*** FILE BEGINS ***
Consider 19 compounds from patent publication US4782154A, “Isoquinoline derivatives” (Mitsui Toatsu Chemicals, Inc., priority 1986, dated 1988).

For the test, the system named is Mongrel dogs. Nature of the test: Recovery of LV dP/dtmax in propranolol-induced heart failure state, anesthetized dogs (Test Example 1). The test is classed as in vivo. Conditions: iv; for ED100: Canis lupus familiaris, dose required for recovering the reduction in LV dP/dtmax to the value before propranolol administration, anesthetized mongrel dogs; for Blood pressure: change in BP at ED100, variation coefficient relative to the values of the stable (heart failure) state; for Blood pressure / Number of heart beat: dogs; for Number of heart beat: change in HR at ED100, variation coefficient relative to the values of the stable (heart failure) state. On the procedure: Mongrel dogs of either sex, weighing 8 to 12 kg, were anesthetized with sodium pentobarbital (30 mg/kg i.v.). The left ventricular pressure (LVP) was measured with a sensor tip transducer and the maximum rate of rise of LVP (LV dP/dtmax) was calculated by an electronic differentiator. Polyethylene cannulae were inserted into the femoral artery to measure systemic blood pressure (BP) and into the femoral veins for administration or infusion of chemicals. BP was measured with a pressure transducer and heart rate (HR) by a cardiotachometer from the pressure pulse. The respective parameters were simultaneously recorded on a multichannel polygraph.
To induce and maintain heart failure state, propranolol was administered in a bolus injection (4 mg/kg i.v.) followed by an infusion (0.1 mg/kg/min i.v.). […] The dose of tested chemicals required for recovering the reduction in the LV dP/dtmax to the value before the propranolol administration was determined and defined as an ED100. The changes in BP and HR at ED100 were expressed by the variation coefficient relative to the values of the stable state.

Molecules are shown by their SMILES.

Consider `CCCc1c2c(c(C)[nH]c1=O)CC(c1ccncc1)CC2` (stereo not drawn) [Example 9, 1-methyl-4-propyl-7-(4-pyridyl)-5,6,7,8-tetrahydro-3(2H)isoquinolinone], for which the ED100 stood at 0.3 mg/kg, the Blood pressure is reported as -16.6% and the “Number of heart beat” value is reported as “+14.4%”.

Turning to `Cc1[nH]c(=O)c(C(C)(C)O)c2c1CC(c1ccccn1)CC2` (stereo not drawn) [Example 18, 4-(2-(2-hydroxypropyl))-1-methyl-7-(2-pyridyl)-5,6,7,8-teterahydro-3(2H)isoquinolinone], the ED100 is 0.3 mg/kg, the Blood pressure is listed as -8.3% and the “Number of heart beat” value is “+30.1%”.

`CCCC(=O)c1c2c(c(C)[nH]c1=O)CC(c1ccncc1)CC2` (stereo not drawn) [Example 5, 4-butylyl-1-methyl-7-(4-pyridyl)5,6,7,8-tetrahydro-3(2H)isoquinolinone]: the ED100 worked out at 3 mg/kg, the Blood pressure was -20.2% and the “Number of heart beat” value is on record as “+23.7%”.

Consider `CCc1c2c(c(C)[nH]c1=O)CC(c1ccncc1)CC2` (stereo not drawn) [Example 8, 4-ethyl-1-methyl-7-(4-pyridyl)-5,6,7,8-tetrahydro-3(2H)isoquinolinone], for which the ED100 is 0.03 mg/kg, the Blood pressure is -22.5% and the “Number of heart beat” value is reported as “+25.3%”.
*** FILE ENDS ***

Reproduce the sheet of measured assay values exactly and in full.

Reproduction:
Consider 19 compounds from patent publication US4782154A, “Isoquinoline derivatives” (Mitsui Toatsu Chemicals, Inc., priority 1986, dated 1988).

For the test, the system named is Mongrel dogs. Nature of the test: Recovery of LV dP/dtmax in propranolol-induced heart failure state, anesthetized dogs (Test Example 1). The test is classed as in vivo. Conditions: iv; for ED100: Canis lupus familiaris, dose required for recovering the reduction in LV dP/dtmax to the value before propranolol administration, anesthetized mongrel dogs; for Blood pressure: change in BP at ED100, variation coefficient relative to the values of the stable (heart failure) state; for Blood pressure / Number of heart beat: dogs; for Number of heart beat: change in HR at ED100, variation coefficient relative to the values of the stable (heart failure) state. On the procedure: Mongrel dogs of either sex, weighing 8 to 12 kg, were anesthetized with sodium pentobarbital (30 mg/kg i.v.). The left ventricular pressure (LVP) was measured with a sensor tip transducer and the maximum rate of rise of LVP (LV dP/dtmax) was calculated by an electronic differentiator. Polyethylene cannulae were inserted into the femoral artery to measure systemic blood pressure (BP) and into the femoral veins for administration or infusion of chemicals. BP was measured with a pressure transducer and heart rate (HR) by a cardiotachometer from the pressure pulse. The respective parameters were simultaneously recorded on a multichannel polygraph.
To induce and maintain heart failure state, propranolol was administered in a bolus injection (4 mg/kg i.v.) followed by an infusion (0.1 mg/kg/min i.v.). […] The dose of tested chemicals required for recovering the reduction in the LV dP/dtmax to the value before the propranolol administration was determined and defined as an ED100. The changes in BP and HR at ED100 were expressed by the variation coefficient relative to the values of the stable state.

Molecules are shown by their SMILES.

Consider `CCCc1c2c(c(C)[nH]c1=O)CC(c1ccncc1)CC2` (stereo not drawn) [Example 9, 1-methyl-4-propyl-7-(4-pyridyl)-5,6,7,8-tetrahydro-3(2H)isoquinolinone], for which the ED100 stood at 0.3 mg/kg, the Blood pressure is reported as -16.6% and the “Number of heart beat” value is reported as “+14.4%”.

Turning to `Cc1[nH]c(=O)c(C(C)(C)O)c2c1CC(c1ccccn1)CC2` (stereo not drawn) [Example 18, 4-(2-(2-hydroxypropyl))-1-methyl-7-(2-pyridyl)-5,6,7,8-teterahydro-3(2H)isoquinolinone], the ED100 is 0.3 mg/kg, the Blood pressure is listed as -8.3% and the “Number of heart beat” value is “+30.1%”.

`CCCC(=O)c1c2c(c(C)[nH]c1=O)CC(c1ccncc1)CC2` (stereo not drawn) [Example 5, 4-butylyl-1-methyl-7-(4-pyridyl)5,6,7,8-tetrahydro-3(2H)isoquinolinone]: the ED100 worked out at 3 mg/kg, the Blood pressure was -20.2% and the “Number of heart beat” value is on record as “+23.7%”.

Consider `CCc1c2c(c(C)[nH]c1=O)CC(c1ccncc1)CC2` (stereo not drawn) [Example 8, 4-ethyl-1-methyl-7-(4-pyridyl)-5,6,7,8-tetrahydro-3(2H)isoquinolinone], for which the ED100 is 0.03 mg/kg, the Blood pressure is -22.5% and the “Number of heart beat” value is reported as “+25.3%”.